Americans’ borrowing activity cooled in September, according to a new report from the Federal Reserve Board of Governors. Specifically, total consumer credit outstanding rose by $10.92 billion in September (lagged release) to $3,949.96 billion. That was the smallest gain since June and much worse than anticipated. All of the increase was due to non-revolving credit, which rose by $11.23 billion in September as the total amount of automobile and student loan debt outstanding climbed to record levels.
Revolving credit (consumers’ credit cards), on the other hand, unexpectedly fell by $0.31 billion in September, the fifth monthly decline of 2018 and weak enough to pull the annual pace of growth down to just 3.75 percent, a roughly 2-year low. The recent weakness in revolving credit, along with the continued decline in personal saving, together provide more evidence that the current level of consumer spending may be unsustainable without a marked pickup in Americans’ incomes. Last week’s data on average hourly earnings showed that wage growth is encouragingly accelerating, but whether the gains will be enough to result in another great holiday shopping season for retailers remains unknown.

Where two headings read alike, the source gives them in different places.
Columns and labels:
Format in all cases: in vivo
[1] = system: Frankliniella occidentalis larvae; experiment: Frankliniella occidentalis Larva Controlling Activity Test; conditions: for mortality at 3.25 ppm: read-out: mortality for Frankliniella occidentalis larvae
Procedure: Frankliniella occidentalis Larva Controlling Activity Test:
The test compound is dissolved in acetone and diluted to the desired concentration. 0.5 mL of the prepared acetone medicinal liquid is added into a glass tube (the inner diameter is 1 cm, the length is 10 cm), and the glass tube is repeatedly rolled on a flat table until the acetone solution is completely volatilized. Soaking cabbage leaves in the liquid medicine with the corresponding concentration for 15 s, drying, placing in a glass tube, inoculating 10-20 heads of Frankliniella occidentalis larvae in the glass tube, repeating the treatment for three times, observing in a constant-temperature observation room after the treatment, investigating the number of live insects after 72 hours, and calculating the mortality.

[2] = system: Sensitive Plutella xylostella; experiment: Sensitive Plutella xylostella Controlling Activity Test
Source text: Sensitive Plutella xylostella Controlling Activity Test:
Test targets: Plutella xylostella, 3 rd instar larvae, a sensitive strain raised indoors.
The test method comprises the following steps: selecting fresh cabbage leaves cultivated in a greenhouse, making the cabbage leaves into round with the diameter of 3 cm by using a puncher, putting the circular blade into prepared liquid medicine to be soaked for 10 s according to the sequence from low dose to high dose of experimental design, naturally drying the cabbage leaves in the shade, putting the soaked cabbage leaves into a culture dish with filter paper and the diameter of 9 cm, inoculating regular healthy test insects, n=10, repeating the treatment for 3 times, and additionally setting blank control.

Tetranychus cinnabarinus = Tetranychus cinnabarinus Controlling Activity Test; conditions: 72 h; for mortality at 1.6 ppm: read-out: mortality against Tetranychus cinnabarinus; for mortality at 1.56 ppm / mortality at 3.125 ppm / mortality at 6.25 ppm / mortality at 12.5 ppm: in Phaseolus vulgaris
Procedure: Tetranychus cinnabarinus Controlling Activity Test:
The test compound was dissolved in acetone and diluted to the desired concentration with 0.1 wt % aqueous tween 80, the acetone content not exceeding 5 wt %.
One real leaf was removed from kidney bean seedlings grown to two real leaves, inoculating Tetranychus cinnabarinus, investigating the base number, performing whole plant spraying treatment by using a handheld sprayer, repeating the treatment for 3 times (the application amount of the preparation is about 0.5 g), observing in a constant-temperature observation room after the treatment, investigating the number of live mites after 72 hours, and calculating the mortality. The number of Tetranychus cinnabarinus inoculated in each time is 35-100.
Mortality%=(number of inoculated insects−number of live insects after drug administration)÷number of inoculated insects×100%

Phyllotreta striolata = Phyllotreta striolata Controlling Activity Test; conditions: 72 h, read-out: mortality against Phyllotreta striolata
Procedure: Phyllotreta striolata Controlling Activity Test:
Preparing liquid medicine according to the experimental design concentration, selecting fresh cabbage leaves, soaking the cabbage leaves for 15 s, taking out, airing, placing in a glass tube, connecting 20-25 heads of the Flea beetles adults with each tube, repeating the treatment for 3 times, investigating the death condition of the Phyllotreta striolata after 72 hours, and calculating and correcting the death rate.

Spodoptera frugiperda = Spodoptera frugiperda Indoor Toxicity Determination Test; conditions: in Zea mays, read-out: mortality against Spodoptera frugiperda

Sources: Econoday, FRBG, FRBSL
Post author: Charles Couch